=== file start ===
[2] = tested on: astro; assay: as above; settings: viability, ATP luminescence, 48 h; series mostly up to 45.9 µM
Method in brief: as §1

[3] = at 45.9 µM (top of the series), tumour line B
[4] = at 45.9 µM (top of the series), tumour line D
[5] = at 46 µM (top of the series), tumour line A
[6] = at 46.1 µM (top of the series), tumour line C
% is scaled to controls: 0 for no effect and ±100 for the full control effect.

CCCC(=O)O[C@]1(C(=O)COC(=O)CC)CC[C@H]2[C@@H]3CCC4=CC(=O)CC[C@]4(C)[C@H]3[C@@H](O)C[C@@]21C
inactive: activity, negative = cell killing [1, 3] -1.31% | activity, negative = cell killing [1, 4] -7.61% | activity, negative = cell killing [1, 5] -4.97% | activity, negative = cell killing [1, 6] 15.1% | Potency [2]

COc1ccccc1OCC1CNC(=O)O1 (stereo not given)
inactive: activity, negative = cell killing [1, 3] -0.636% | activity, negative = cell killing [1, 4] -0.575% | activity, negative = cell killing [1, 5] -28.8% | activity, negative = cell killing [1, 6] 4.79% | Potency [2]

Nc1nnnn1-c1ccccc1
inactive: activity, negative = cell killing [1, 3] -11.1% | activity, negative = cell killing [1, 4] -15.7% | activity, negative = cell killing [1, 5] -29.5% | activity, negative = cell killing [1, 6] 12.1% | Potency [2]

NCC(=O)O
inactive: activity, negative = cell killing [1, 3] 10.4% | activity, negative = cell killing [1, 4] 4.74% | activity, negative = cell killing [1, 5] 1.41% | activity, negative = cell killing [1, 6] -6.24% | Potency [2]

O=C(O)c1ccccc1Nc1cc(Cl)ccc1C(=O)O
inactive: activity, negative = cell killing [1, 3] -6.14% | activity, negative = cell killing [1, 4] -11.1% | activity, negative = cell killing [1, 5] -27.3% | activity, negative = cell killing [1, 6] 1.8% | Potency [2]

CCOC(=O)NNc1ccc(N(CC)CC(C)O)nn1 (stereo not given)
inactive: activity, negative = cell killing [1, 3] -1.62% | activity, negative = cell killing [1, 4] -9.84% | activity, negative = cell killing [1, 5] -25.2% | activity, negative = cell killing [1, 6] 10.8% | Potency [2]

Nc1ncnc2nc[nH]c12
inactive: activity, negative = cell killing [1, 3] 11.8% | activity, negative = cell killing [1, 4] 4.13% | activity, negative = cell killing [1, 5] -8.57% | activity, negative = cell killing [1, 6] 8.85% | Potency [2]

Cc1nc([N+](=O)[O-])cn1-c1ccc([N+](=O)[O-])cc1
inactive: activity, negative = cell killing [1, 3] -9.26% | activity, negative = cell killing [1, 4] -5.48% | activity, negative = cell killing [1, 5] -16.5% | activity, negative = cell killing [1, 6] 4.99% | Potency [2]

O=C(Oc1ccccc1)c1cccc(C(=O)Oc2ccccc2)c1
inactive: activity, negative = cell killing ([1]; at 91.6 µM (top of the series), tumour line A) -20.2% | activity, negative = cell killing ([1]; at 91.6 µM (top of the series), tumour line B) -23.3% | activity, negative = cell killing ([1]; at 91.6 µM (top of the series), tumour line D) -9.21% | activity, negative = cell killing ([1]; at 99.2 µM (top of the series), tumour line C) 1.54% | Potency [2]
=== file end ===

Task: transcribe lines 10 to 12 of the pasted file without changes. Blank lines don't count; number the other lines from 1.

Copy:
COc1ccccc1OCC1CNC(=O)O1 (stereo not given)
inactive: activity, negative = cell killing [1, 3] -0.636% | activity, negative = cell killing [1, 4] -0.575% | activity, negative = cell killing [1, 5] -28.8% | activity, negative = cell killing [1, 6] 4.79% | Potency [2]

Nc1nnnn1-c1ccccc1